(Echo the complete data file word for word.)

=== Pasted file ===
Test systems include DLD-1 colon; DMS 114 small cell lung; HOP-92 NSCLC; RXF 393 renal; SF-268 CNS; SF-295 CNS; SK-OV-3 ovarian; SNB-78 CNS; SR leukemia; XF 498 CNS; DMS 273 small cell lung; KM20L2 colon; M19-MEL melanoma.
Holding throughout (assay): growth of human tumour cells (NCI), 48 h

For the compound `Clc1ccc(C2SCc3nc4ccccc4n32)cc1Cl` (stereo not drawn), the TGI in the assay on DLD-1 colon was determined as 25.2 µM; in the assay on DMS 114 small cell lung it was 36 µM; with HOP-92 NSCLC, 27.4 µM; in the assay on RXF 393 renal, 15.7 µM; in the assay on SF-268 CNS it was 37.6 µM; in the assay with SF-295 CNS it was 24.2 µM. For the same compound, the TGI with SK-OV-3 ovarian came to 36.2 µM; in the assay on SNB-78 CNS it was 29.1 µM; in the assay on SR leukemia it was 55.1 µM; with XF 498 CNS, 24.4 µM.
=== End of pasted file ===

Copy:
Test systems include DLD-1 colon; DMS 114 small cell lung; HOP-92 NSCLC; RXF 393 renal; SF-268 CNS; SF-295 CNS; SK-OV-3 ovarian; SNB-78 CNS; SR leukemia; XF 498 CNS; DMS 273 small cell lung; KM20L2 colon; M19-MEL melanoma.
Holding throughout (assay): growth of human tumour cells (NCI), 48 h

For the compound `Clc1ccc(C2SCc3nc4ccccc4n32)cc1Cl` (stereo not drawn), the TGI in the assay on DLD-1 colon was determined as 25.2 µM; in the assay on DMS 114 small cell lung it was 36 µM; with HOP-92 NSCLC, 27.4 µM; in the assay on RXF 393 renal, 15.7 µM; in the assay on SF-268 CNS it was 37.6 µM; in the assay with SF-295 CNS it was 24.2 µM. For the same compound, the TGI with SK-OV-3 ovarian came to 36.2 µM; in the assay on SNB-78 CNS it was 29.1 µM; in the assay on SR leukemia it was 55.1 µM; with XF 498 CNS, 24.4 µM.